Between The Buried And Me - The Parallax II: Future Sequence review
|Band:||Between The Buried And Me|
|Album:||The Parallax II: Future Sequence|
|Release date:||October 2012|
01. Goodbye To Everything
02. Astral Body
03. Lay Your Ghosts To Rest
05. Extremophile Elite
07. The Black Box
10. Melting City
11. Silent Flight Parliament
12. Goodbye To Everything Reprise
I don't know what to call the initial barrier that a listener usually has with albums like this, but it has been empirically proven that such a phenomenon exists, and most probably you will have to experience it if you dare take upon the journey laid out by the one and only Between The Buried And Me on their new album.
The Parallax II: Future Sequence is without a doubt the most ambitious output for which these unorthodox metallers have ventured in their careers. It would even be fair to say that their new album is the best thing they could deliver at this point. It is more avant-garde, progressive, grandiose, versatile, and just teeming with different music. Nevertheless, BTBAM sound like themselves: the new album shines with the same creative brilliance that surrounded Colors and The Great Misdirect, and The Parallax II is simply the next step in this band's breathtaking evolution.
Referring to the first sentence, many of us know that the albums which are hard to crack, once are, reveal real treasures that reward the persistent listener for his efforts, which is exactly what happens with The Parallax II. So what should you expect on this journey? As usually with BTBAM, a frequent rotation of thick brutal - sometimes almost unmusical - riffs (but there clearly are fewer of them here than on the previous records) with more discernible parts, both heavy and not. The album starts with a Pink Floydian acoustic guitar strumming creating an immediate flashback to their 1977 opus Animals. One and a half minutes later, a pure progressive juggernaut "Astral Body" smoothly kicks in, where the band not only gives a master class of complex rhythmic patterns but also flirts around with beautiful oriental aesthetics in the middle. Next comes "Lay your Ghosts to Rest," which with its vibrancy and diversity can only be compared to BTBAM's own "Ants of the Sky" from Colors. And this is not all. How about the brilliant integration of surf rock on "Bloom", exploring mesmerizing bossa nova rhythms on "Extremophile Elite" or bringing symphonic elements, where they feel so in place, like at the end of the 15-minute masterpiece "Silent Flight Parliament." They even brought the tuba, mandolin and flute for some songs!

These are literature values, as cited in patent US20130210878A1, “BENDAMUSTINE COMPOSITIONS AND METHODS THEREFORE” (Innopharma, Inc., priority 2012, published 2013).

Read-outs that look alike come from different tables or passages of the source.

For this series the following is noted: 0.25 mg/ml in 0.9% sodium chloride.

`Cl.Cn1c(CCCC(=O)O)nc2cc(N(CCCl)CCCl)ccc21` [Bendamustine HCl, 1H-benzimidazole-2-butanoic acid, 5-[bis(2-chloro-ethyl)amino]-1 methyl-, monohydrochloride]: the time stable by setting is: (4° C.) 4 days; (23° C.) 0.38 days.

All this eclectic mass is delivered with enviable chops and precision on all instruments, and on top of that Paul Wagoner and Dustie Waring deliver some amazing soloing (e.g. listen to the graceful opening solo on the last track!) - damn, this is a progressive metal fan's dream. As for vocals, no major change has been detected: the customary combination of insane visceral growls, very fragile clean vocals, and sometimes quirky "avant-garde" utterances most reminiscent of one of Mike Patton's techniques.
What makes The Parallax II superior to anything BTBAM has achieved up to this point is the incredible coherence. While Colors felt a little edgy at times, The Great Misdirect was already much more directed than the album's name would suggest. Finally, The Parallax II is even better orchestrated despite being more complex. The smooth way all the various styles and parts flow from one into another simply makes me laugh - it's stunning and eye-opening! The album itself is very well-structured being smartly divided into two parts by the two short tracks "Parallax" and "The Black Box." Those three and a half minutes of tranquility are there for the listener to catch his breath on this rollercoaster of an album and to prepare him for some really grandiose mammoth tracks to follow. While BTBAM are just springing with creativity on The Parallax II, they managed to bring forth a unified musical story, not an erratic mish-mash of styles.
Dear friends, this is a new benchmark in modern progressive music in its truest meaning, no other way to put it, and I am genuinely happy to see Between The Buried And Me boldly tread into the future reinventing and reinvigorating the style, to which many cling so passionately.
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